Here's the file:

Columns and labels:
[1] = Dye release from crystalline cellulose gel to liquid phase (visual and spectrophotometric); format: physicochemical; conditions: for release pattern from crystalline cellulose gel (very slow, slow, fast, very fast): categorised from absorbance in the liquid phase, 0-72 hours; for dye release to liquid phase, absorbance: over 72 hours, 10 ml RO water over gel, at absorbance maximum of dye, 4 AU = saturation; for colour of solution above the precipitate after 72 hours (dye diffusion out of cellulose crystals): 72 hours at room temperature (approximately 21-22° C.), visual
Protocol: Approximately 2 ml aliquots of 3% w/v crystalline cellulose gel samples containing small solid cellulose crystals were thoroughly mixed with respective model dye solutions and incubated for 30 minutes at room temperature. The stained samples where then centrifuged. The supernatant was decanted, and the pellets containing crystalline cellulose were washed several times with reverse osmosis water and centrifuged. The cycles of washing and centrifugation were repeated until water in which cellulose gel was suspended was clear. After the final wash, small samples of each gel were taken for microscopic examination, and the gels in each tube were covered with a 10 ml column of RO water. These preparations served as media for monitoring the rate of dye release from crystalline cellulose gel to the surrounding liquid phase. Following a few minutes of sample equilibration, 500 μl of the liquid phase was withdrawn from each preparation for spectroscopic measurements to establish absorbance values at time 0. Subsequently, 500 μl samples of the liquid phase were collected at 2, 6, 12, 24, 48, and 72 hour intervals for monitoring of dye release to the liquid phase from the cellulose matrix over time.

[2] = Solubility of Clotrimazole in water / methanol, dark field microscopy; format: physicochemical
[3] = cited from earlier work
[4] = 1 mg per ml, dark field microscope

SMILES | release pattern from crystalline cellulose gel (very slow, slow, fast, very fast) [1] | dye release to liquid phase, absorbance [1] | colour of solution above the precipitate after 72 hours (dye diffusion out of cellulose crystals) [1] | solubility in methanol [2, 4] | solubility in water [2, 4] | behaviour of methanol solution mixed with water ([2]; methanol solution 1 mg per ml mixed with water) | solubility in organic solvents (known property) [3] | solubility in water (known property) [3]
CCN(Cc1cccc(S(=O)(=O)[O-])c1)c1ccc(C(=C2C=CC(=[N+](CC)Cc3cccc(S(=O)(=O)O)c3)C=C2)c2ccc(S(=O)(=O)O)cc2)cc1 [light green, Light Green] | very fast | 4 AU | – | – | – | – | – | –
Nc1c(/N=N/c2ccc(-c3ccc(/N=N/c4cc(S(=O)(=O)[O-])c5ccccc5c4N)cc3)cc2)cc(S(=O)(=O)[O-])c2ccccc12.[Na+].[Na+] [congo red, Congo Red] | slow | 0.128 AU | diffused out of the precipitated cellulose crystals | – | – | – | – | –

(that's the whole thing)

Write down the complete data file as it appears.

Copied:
Columns and labels:
[1] = Dye release from crystalline cellulose gel to liquid phase (visual and spectrophotometric); format: physicochemical; conditions: for release pattern from crystalline cellulose gel (very slow, slow, fast, very fast): categorised from absorbance in the liquid phase, 0-72 hours; for dye release to liquid phase, absorbance: over 72 hours, 10 ml RO water over gel, at absorbance maximum of dye, 4 AU = saturation; for colour of solution above the precipitate after 72 hours (dye diffusion out of cellulose crystals): 72 hours at room temperature (approximately 21-22° C.), visual
Protocol: Approximately 2 ml aliquots of 3% w/v crystalline cellulose gel samples containing small solid cellulose crystals were thoroughly mixed with respective model dye solutions and incubated for 30 minutes at room temperature. The stained samples where then centrifuged. The supernatant was decanted, and the pellets containing crystalline cellulose were washed several times with reverse osmosis water and centrifuged. The cycles of washing and centrifugation were repeated until water in which cellulose gel was suspended was clear. After the final wash, small samples of each gel were taken for microscopic examination, and the gels in each tube were covered with a 10 ml column of RO water. These preparations served as media for monitoring the rate of dye release from crystalline cellulose gel to the surrounding liquid phase. Following a few minutes of sample equilibration, 500 μl of the liquid phase was withdrawn from each preparation for spectroscopic measurements to establish absorbance values at time 0. Subsequently, 500 μl samples of the liquid phase were collected at 2, 6, 12, 24, 48, and 72 hour intervals for monitoring of dye release to the liquid phase from the cellulose matrix over time.

[2] = Solubility of Clotrimazole in water / methanol, dark field microscopy; format: physicochemical
[3] = cited from earlier work
[4] = 1 mg per ml, dark field microscope

SMILES | release pattern from crystalline cellulose gel (very slow, slow, fast, very fast) [1] | dye release to liquid phase, absorbance [1] | colour of solution above the precipitate after 72 hours (dye diffusion out of cellulose crystals) [1] | solubility in methanol [2, 4] | solubility in water [2, 4] | behaviour of methanol solution mixed with water ([2]; methanol solution 1 mg per ml mixed with water) | solubility in organic solvents (known property) [3] | solubility in water (known property) [3]
CCN(Cc1cccc(S(=O)(=O)[O-])c1)c1ccc(C(=C2C=CC(=[N+](CC)Cc3cccc(S(=O)(=O)O)c3)C=C2)c2ccc(S(=O)(=O)O)cc2)cc1 [light green, Light Green] | very fast | 4 AU | – | – | – | – | – | –
Nc1c(/N=N/c2ccc(-c3ccc(/N=N/c4cc(S(=O)(=O)[O-])c5ccccc5c4N)cc3)cc2)cc(S(=O)(=O)[O-])c2ccccc12.[Na+].[Na+] [congo red, Congo Red] | slow | 0.128 AU | diffused out of the precipitated cellulose crystals | – | – | – | – | –